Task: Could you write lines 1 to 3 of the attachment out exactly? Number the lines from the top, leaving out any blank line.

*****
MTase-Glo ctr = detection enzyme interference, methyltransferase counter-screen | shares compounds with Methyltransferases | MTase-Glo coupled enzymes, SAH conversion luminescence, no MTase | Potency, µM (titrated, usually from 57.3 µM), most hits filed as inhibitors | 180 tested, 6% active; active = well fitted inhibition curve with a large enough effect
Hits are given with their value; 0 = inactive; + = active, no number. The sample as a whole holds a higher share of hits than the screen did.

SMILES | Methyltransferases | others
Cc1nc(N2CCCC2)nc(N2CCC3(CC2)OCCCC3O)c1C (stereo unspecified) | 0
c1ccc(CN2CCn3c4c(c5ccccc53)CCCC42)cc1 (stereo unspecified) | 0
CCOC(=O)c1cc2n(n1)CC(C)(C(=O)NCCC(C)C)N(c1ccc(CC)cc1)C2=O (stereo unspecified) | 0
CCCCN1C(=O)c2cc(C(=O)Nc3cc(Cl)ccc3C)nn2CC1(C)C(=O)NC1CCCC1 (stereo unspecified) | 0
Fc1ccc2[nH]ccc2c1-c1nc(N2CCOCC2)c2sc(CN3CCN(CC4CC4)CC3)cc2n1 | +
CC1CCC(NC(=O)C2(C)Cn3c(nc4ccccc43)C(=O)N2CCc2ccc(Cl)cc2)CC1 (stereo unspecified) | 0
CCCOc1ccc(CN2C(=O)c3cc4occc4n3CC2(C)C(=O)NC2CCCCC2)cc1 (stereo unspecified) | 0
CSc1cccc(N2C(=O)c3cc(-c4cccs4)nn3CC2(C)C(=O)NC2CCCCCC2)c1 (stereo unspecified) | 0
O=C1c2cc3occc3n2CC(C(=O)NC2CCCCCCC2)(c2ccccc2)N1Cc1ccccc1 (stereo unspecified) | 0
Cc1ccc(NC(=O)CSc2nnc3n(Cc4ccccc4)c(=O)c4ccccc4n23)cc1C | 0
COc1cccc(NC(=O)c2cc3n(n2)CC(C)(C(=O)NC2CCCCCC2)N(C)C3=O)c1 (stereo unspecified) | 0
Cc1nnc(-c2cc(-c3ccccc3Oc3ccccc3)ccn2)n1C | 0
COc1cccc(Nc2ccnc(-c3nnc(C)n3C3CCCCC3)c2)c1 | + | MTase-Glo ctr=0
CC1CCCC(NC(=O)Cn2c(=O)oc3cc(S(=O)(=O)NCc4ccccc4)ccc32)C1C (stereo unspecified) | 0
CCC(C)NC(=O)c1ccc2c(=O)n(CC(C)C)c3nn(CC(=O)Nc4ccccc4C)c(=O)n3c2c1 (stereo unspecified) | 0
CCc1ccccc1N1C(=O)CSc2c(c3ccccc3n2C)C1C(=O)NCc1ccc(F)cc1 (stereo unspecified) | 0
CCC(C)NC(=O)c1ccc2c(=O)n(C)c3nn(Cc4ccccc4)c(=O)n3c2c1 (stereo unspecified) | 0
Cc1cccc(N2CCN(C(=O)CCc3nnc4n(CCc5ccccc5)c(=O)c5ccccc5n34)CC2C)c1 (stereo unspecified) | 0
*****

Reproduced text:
MTase-Glo ctr = detection enzyme interference, methyltransferase counter-screen | shares compounds with Methyltransferases | MTase-Glo coupled enzymes, SAH conversion luminescence, no MTase | Potency, µM (titrated, usually from 57.3 µM), most hits filed as inhibitors | 180 tested, 6% active; active = well fitted inhibition curve with a large enough effect
Hits are given with their value; 0 = inactive; + = active, no number. The sample as a whole holds a higher share of hits than the screen did.

SMILES | Methyltransferases | others